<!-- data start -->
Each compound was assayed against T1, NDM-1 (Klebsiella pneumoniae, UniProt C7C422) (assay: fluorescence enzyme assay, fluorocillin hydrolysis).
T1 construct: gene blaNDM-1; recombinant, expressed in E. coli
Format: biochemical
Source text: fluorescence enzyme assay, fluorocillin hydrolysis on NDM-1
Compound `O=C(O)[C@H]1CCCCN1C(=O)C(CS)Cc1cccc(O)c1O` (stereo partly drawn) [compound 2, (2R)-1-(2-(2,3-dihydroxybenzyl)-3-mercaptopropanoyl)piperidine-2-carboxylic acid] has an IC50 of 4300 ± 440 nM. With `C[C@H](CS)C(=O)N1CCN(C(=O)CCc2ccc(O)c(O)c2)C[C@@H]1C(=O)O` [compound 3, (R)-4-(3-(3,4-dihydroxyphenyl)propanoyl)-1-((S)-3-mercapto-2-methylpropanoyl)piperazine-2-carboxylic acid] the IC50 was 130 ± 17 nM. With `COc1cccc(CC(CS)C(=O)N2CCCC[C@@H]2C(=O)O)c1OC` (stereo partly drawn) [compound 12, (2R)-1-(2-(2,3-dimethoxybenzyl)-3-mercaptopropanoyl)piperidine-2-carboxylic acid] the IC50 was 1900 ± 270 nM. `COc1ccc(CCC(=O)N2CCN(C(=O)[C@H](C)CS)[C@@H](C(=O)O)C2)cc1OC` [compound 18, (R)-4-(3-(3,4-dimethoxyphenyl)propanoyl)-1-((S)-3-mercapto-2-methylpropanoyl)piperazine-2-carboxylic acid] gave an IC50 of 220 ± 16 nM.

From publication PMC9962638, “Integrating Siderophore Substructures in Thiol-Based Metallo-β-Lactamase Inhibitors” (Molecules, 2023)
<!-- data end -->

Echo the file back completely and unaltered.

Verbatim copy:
Each compound was assayed against T1, NDM-1 (Klebsiella pneumoniae, UniProt C7C422) (assay: fluorescence enzyme assay, fluorocillin hydrolysis).
T1 construct: gene blaNDM-1; recombinant, expressed in E. coli
Format: biochemical
Source text: fluorescence enzyme assay, fluorocillin hydrolysis on NDM-1
Compound `O=C(O)[C@H]1CCCCN1C(=O)C(CS)Cc1cccc(O)c1O` (stereo partly drawn) [compound 2, (2R)-1-(2-(2,3-dihydroxybenzyl)-3-mercaptopropanoyl)piperidine-2-carboxylic acid] has an IC50 of 4300 ± 440 nM. With `C[C@H](CS)C(=O)N1CCN(C(=O)CCc2ccc(O)c(O)c2)C[C@@H]1C(=O)O` [compound 3, (R)-4-(3-(3,4-dihydroxyphenyl)propanoyl)-1-((S)-3-mercapto-2-methylpropanoyl)piperazine-2-carboxylic acid] the IC50 was 130 ± 17 nM. With `COc1cccc(CC(CS)C(=O)N2CCCC[C@@H]2C(=O)O)c1OC` (stereo partly drawn) [compound 12, (2R)-1-(2-(2,3-dimethoxybenzyl)-3-mercaptopropanoyl)piperidine-2-carboxylic acid] the IC50 was 1900 ± 270 nM. `COc1ccc(CCC(=O)N2CCN(C(=O)[C@H](C)CS)[C@@H](C(=O)O)C2)cc1OC` [compound 18, (R)-4-(3-(3,4-dimethoxyphenyl)propanoyl)-1-((S)-3-mercapto-2-methylpropanoyl)piperazine-2-carboxylic acid] gave an IC50 of 220 ± 16 nM.

From publication PMC9962638, “Integrating Siderophore Substructures in Thiol-Based Metallo-β-Lactamase Inhibitors” (Molecules, 2023)